SJFS Screening “There Once Was an Island” January 15 at St. John School of the Arts


The affects of rising sea levels are already being felt in some parts of the world.

The St. John Film Society has been awarded a National Endowment for the Arts grant and a Virgin Islands Council on the Arts grant for the 2013 season.

The grants will allow the group to present a robust season of thought-provoking, entertaining films and visiting filmmakers. Please join St. John Film Society in kicking off the season with its January 15 premiere, and stay tuned for more 2013 program details!

“There Once was an Island,” an 80-minute documentary released in 2010 and directed by Briar March, will be screened on Tuesday, January 15, at 7:30 p.m. at St. John School of the Arts.

The documentary tells the story of some the world’s first climate change refugees, a unique Pacific island community which considers leaving their homeland forever to escape life-threatening sea level rise.

“There Once Was an Island,” presents the human face of climate change, challenging audiences everywhere to consider their relationship to the earth and to their neighbors.

What if this community had to decide whether to leave its homeland forever and there was no apparent help available?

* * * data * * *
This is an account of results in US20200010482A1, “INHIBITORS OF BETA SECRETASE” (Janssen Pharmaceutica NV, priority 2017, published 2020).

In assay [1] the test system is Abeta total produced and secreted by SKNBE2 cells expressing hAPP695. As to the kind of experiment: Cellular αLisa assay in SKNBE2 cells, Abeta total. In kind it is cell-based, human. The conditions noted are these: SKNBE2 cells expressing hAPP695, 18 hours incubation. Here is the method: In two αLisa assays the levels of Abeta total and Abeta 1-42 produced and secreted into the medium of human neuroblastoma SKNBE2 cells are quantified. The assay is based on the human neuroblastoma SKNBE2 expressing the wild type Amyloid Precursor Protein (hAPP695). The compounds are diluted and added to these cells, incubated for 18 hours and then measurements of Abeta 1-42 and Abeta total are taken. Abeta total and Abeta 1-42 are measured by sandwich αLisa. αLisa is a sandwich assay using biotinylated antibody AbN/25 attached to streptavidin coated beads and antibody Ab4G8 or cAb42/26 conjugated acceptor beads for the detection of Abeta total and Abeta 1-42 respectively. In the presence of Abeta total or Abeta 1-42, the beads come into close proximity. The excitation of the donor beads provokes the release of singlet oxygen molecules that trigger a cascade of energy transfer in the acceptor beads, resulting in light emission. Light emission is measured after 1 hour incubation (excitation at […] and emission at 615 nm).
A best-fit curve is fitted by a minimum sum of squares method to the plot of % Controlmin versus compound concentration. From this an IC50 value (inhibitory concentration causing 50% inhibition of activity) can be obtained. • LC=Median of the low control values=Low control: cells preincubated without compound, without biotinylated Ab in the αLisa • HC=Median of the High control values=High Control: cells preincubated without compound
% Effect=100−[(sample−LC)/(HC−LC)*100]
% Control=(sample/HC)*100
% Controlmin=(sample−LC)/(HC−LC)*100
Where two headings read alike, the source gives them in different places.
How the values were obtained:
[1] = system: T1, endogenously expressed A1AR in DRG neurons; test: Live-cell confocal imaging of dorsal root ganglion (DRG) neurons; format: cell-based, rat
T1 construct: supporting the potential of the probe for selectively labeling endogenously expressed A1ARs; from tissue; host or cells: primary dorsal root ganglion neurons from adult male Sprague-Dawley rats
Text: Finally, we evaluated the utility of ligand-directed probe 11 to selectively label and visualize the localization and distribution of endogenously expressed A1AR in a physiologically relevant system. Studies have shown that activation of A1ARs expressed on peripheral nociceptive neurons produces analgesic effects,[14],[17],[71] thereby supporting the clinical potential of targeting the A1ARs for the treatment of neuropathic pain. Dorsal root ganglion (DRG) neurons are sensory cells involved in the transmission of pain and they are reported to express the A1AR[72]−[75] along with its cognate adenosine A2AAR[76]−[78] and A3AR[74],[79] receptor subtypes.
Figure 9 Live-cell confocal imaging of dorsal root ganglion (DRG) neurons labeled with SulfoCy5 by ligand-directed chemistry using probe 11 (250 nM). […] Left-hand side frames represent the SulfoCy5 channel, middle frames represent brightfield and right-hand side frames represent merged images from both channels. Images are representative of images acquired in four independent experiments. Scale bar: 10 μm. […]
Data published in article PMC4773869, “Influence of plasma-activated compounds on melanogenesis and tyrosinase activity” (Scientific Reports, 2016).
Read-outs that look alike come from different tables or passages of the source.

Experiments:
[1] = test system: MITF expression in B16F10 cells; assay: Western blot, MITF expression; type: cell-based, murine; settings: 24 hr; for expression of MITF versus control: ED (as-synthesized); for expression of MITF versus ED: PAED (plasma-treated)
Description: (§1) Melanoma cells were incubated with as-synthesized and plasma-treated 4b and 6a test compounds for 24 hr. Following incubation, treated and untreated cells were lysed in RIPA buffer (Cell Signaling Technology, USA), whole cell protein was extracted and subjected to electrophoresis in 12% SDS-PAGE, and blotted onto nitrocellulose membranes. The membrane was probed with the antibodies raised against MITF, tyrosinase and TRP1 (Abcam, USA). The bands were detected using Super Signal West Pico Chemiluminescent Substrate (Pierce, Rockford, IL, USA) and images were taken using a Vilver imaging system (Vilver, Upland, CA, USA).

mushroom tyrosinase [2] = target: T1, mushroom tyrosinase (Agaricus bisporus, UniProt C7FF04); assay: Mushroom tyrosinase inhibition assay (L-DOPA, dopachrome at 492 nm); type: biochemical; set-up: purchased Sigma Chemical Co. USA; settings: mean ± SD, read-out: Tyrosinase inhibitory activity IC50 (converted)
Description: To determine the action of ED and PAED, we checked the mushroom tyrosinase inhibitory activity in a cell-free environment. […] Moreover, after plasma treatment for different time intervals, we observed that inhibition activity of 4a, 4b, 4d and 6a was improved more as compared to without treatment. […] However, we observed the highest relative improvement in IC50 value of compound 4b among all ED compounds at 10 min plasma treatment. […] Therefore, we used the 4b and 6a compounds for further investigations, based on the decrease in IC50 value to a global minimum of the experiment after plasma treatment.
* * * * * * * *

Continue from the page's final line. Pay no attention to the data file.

This is the reality for the culturally unique Polynesian community of Takuu, a tiny, low-lying Pacific Ocean atoll within Papau New Guinea. As a tidal flood submerges this fishing and agricultural community they experience the devastating effects of climate change, firsthand. 

In this documentary, the three intrepid characters of Teloo, Endar, and Satty allow viewers into their lives and culture, showing the human face behind environmental crisis. 

Two scientists, oceanographer John Hunter and geomorphologist Scott Smithers, investigate the impact of climate change on communities with limited access to resources and support, while the citizens of Takuu consider whether to move to an uncertain future in Bougainville or to stay on Takuu and fight for a different, but equally uncertain, outcome.